Let the challenge………. BEGIN!Raven – Raven c. 2002
Week 1: The End
But it’s actually the beginning
Largely unprepared and slightly clueless, the TEABAG team was created with the aim of observing the area surrounding three galaxies. Over the next few weeks we aim to examine the environments around the bright, distant galaxies, CR7, VR7 and MASOSA. These galaxies are some of the oldest we can observe, and likely helped the process of reionising the neutral hydrogen and helium present shortly after the big bang.
We have 720 individual images to look through, hunting for any potential galaxies we can find emitting at the wavelength corresponding to CII emissions. This wavelength (158μm) is linked to star formation and is a good indication of a galaxy being present. One potential source of error is CO emissions from closer galaxies. These emission lines have the potential to look like shifted CII lines. To account for this we are using Hubble data to observe whether any galaxies are present in front of our source.
Week 2: The Phantom Code
Initially, we began combing through large amounts of data by hand. With no noise reduction or immediate strategy, any single bright spot could be suggested as a source. Despite being slightly monotonous, manually identifying candidates acts as the baseline for any automated efforts we might attempt in the future.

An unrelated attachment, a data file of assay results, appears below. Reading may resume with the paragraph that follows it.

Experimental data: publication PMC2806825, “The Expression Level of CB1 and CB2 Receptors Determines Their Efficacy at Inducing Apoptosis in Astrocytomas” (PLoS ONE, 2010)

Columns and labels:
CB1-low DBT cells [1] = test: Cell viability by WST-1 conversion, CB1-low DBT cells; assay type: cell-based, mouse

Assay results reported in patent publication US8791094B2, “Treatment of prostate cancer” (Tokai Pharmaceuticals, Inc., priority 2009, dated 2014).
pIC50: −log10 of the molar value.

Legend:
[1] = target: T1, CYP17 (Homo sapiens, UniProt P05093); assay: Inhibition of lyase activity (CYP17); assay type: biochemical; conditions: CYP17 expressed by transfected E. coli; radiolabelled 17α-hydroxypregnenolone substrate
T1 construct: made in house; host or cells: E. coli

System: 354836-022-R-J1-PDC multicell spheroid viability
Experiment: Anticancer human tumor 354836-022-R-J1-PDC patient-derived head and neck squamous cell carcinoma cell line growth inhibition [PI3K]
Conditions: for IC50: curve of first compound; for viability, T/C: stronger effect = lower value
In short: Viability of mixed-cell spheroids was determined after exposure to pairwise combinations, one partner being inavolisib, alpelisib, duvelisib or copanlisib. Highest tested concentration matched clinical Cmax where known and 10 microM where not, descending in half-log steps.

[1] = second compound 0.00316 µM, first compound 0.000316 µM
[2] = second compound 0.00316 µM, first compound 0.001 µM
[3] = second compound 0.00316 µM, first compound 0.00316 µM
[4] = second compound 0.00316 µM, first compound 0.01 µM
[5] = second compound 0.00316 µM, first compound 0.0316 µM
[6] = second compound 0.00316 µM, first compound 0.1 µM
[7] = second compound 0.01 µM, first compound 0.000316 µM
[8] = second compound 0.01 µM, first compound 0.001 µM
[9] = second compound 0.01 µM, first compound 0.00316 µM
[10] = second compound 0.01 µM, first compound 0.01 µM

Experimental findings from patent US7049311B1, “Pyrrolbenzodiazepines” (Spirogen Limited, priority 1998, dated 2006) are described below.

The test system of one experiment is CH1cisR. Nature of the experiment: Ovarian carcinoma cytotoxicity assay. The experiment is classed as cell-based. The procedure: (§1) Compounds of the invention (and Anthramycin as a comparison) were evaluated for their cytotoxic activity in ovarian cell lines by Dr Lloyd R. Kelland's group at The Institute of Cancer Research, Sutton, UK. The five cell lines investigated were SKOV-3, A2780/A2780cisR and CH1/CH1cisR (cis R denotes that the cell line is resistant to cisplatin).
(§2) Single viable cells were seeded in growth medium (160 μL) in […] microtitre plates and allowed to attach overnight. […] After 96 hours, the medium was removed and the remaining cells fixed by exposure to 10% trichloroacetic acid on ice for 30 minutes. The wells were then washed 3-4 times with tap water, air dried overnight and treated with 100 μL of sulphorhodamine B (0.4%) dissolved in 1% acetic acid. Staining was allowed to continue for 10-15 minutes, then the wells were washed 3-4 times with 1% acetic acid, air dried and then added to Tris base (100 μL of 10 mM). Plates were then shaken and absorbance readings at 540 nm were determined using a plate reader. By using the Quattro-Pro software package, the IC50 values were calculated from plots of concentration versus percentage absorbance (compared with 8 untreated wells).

It was an uphill battle…Bentley – Coding Lead
In an effort to introduce noise reduction, our coding team worked for many hours on am ultimately ill-fated attempt to measure the flux in regions across each slice. Eventually, through resilience and determination, a breakthrough resulted in data being collected, ready to be processed and used to make everyone’s lives slightly easier.
PfffffftMatt – Error Lead?
To make sense of our initial data, we started producing a data cube of all our potential candidates. GAIA may have thrown formatting issues at us, but a data cube containing the candidates was made. It shows every bright spot in 10 slices of 1 set of data. Given that we have 360 slices to look through (and just as many inverted slices), automating this process will be the main focus of the next few weeks.
The cube above shows the enormity of the task at hand. Whilst every point in the cube has potential to be a source, the reality is only one or two are likely to be candidates. This data needs to be heavily reduced through the use of noise reduction before any useful analysis can be done.
Weeks 3 and 4: The Code Wars